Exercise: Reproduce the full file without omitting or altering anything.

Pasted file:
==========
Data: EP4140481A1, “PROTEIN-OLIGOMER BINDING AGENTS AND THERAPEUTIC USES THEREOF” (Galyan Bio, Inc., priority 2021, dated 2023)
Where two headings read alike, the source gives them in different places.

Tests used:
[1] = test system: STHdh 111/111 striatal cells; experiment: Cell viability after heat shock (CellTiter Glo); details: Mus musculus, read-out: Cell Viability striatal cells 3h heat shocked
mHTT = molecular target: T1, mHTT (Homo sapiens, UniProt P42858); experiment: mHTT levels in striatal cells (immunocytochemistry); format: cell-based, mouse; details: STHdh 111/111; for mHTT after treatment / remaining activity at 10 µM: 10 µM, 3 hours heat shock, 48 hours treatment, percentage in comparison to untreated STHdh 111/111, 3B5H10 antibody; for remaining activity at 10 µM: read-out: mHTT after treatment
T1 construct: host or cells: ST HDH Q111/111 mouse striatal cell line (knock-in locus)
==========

Data: EP4140481A1, “PROTEIN-OLIGOMER BINDING AGENTS AND THERAPEUTIC USES THEREOF” (Galyan Bio, Inc., priority 2021, dated 2023)
Where two headings read alike, the source gives them in different places.

Tests used:
[1] = test system: STHdh 111/111 striatal cells; experiment: Cell viability after heat shock (CellTiter Glo); details: Mus musculus, read-out: Cell Viability striatal cells 3h heat shocked
mHTT = molecular target: T1, mHTT (Homo sapiens, UniProt P42858); experiment: mHTT levels in striatal cells (immunocytochemistry); format: cell-based, mouse; details: STHdh 111/111; for mHTT after treatment / remaining activity at 10 µM: 10 µM, 3 hours heat shock, 48 hours treatment, percentage in comparison to untreated STHdh 111/111, 3B5H10 antibody; for remaining activity at 10 µM: read-out: mHTT after treatment
T1 construct: host or cells: ST HDH Q111/111 mouse striatal cell line (knock-in locus)